7 Myths About Self-Published Books

Sara Flower Kjeldsen Writes

#1They’re Only Self-publishing Because No Publisher Accepted Their Story. Many indie authors skip the agent querying step, preferring to publish on their own time and terms. You have some indie authors who queried agents to no avail and they had no other choice but to self-publish. That does not mean that their future books won’t be accepted by publishers. Some agents could personally love a story, but they won’t take a chance on something that isn’t “marketable” at the time. Being rejected often isn’t because the story lacked quality. Some authors do a bit of querying to see what happens and if no agent or publisher bites, they self-publish when they are ready.

A lot of people view their writing as art, so the idea of having other people controlling how their work gets published turns them off. Never assume someone self-published because they “had” to. Many people choose…

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Why Self-Publishing Doesn’t Need To Match Traditional Standards

Sara Flower Kjeldsen Writes


I’ve seen a few threads recently on Twitter about whether indie books are supposed to meet the same industry standards as traditionally published books. It’s usually started as a question like: “Should indie books be of the same quality/level as traditionally published books?” The responses will be mixed though alot of people believe indie books need to meet the same standards as traditionally published books. The mindset behind this is usually something along this line: If a reader is paying for a book they should be getting a high quality product that is comparable to a book they’d buy from a traditionally published author.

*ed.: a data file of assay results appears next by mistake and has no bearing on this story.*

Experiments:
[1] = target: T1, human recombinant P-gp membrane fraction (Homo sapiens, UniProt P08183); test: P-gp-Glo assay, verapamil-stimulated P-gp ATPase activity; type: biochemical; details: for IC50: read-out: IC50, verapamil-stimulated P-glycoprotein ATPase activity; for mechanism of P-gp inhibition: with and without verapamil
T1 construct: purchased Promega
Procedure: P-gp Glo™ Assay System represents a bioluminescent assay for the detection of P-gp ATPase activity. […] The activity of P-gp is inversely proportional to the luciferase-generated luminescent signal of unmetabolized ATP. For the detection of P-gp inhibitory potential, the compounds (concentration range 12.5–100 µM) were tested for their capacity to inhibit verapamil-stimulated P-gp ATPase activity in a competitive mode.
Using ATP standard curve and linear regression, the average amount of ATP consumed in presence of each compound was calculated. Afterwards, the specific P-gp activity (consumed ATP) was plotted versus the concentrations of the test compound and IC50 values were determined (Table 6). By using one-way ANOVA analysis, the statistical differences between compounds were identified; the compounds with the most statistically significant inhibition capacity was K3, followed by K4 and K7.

I don’t disagree with the fact that any published book should be good quality – there should be minimal typos, no major formatting errors (How one formats their book can be up to personal taste, though), have an interesting book cover, and the author should…

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Self-Publishing Tips by Aithal + My Abortion Story Podcast

Happiness Between Tails by da-AL

Blog post title and covers of some of the novels by Aithal.
Some of the novels by Aithal.


Click H-E-R-E for my podcast page at AnchorFM. This week’s show is the audio version of My Abortion Story.

At the Happiness Between Tails podcast page, you’ll also find links to subscribe, hear, and share it via most any platform, from Spotify and Apple Podcasts, to Google Podcasts and Pocket Casts, along with RadioPublic and Castbox and Stitcher and more, plus an RSS feed. Check out the full list of 50+ places.

The right to safe legal abortions and to wield guns — given how the first is crumbling and the second is more out of control than ever — a fellow Meetup writer mused, “Guns will be used freely to hunt down anyone remotely associated with abortion. Just like in The Handmaid’s Tale (Margaret Atwood’s dystopian novel and TV series).”

My heart is heavy with…

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Another E-book on (from) Creative Kiwis

Creative Kiwis: "Write, Create, Innovate"

Bill’s working hard on my first five (or so) books from 1993… this one is my first novel (“faction”) and the start of the South African books journey

All proceeds go to alocal charity (worthy and needy)– Bill and I


Some proceeds go to the elderly, needy, infirm and challenged (by “the necessities of daily living”) – ME!

Shared by the “International Marketing Manager”


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Only 40 Self-Published Authors are a Success, says Amazon

Claude Forthomme's Blog about Social Issues and Books

The cat is out of the bag, finally we know exactly how many self-published authors make it big: 40.

Yes, that’s not a typo.

40 self-published authors “make money”, all the others, and they number in the hundreds of thousands, don’t. This interesting statistic, recently revealed in a New York Times article, applies to the Kindle Store, but since Amazon is in fact the largest digital publishing platform in the world, it is a safe bet that self-published authors are not doing much better anywhere else.

“Making money” here means selling more than one million e-book copies in the last five years. Yes, 40 authors have managed that, and have even gone on to establishing their own publishing house, like Meredith Wild. Her story is fully reported in the New York Times, here, and well worth pondering over. And wondering what “making money” really means.


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